Wednesday, August 9, 2023

America’s Military Trails Russia and China in Race for the Melting Arctic; The U.S. Can’t Afford to Ignore Increased Interest in the Arctic From China, Russia

Photograph by Angela Owens
America’s Military Trails Russia and China in Race for the Melting Arctic:
U.S. is competing with a partnership between the two countries but has fewer icebreakers and ports, and less experience
On patrol in the Bering Sea last fall, the U.S. Coast Guard Cutter Kimball spotted seven Chinese and Russian vessels steaming through the frigid waters in a double line near Alaska’s Aleutian Islands.
The Kimball’s crew identified the main Chinese ship as the Nanchang, one of a new class of cruiser-destroyers that can launch more than 100 guided missiles. The Russian and Chinese ships, which were on a joint exercise, sailed north and east into U.S. waters, sending an unmistakable message about the region’s strategic value to Moscow and Beijing, according to U.S. military officials and national security experts.
Russian warships and Chinese research vessels aren’t uncommon in a region that i ncludes the Aleutians, a strategic chain of volcanic islands that divides the Pacific Ocean from the Bering Sea and Arctic Ocean. They were the location of bitter fighting during World War II. One small island city, Unalaska, which brings in more fish than any other U.S. port, hosts the Coast Guard base at Dutch Harbor.
“But to see these combatants form up in a surface action group together and steam together, that’s what’s rare,” said Rear Adm. Nathan Moore, who was Coast Guard commander for the Alaska region until earlier this month, when he became deputy commander for the Atlantic.
The Coast Guard called in a C-130 Hercules aircraft from another of its bases, on Alaska’s Kodiak Island, and officers aboard the Kimball radioed the Russian and Chinese ships to warn them they had entered U.S.-regulated waters. The Russian and Chinese ships broke formation, turned south and departed.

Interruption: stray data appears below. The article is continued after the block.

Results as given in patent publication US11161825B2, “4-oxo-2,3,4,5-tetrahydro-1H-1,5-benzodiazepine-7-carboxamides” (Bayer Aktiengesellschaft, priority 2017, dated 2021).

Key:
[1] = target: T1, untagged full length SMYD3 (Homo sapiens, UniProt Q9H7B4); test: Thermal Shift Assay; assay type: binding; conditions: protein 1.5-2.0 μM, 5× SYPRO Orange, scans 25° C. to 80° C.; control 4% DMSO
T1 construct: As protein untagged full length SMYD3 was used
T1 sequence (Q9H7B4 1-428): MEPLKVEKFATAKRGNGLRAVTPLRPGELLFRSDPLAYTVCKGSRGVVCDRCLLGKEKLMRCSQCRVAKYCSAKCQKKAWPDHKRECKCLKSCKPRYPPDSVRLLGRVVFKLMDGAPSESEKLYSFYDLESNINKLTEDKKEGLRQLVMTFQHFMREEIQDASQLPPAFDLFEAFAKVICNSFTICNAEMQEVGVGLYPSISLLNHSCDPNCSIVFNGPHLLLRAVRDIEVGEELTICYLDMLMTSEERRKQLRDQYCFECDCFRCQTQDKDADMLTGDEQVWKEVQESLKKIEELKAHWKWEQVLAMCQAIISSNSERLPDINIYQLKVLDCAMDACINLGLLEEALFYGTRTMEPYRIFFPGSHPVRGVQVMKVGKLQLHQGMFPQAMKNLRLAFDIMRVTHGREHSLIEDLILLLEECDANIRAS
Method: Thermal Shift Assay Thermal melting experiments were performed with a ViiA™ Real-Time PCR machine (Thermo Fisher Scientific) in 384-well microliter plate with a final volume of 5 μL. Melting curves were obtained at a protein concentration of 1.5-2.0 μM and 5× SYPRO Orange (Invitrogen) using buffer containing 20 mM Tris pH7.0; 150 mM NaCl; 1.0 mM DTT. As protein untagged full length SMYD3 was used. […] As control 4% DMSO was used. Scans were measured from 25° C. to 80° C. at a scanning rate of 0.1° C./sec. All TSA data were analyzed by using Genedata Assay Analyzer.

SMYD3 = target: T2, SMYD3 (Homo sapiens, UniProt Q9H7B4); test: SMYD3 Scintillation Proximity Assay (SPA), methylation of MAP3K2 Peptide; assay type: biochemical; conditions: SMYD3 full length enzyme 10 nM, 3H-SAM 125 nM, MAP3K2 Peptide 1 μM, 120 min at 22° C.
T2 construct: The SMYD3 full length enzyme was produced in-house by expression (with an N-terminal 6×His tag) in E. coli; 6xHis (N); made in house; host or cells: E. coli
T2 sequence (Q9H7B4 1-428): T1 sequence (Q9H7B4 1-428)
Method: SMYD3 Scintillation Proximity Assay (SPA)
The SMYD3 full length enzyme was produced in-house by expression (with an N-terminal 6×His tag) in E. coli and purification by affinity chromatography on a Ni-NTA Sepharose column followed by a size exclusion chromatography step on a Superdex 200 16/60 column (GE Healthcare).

Once a lonely and largely impassable maritime expanse where countries worked together to extract natural resources, the Arctic is increasingly contested territory. As sea ice melts and traffic increases on the southern edges of the Arctic Ocean, governments are maneuvering in ways that mirror the great-power rivalries seen in lower latitudes.
In recent months, Russian bombers have increased their patrols over the Arctic and have probed further south. Norway’s intelligence service said that with Russia’s conventional forces weakened by the war in Ukraine, its strategic weapons are taking on greater importance, among them the nuclear-armed submarines of Russia’s Northern Fleet. More Russian-flagged commercial and government vessels are active in Arctic waters.
While U.S. military officials and analysts don’t expect Beijing to deploy broad military forces in the Arctic, they said China is sharing satellite and electronic intelligence from the region with Moscow. --->LOTS MORE ON THIS HERE
YOUTUBE screengrab
Subcommittee Chair Gimenez: The U.S. Can’t Afford to Ignore Increased Interest in the Arctic From China, Russia:
Today, Homeland Security Subcommittee on Transportation and Maritime Security Chairman Carlos Gimenez (R-FL) delivered the following opening remarks in a hearing to examine the existing and future security threats in the Arctic Region and opportunities for the United States Coast Guard (USCG) and the Department of Homeland Security (DHS) to effectively respond and address these threats.
Watch the full hearing HERE
Follow link below to a related story:

On Thin Ice: The Coast Guard’s Ice Pilot Shortage

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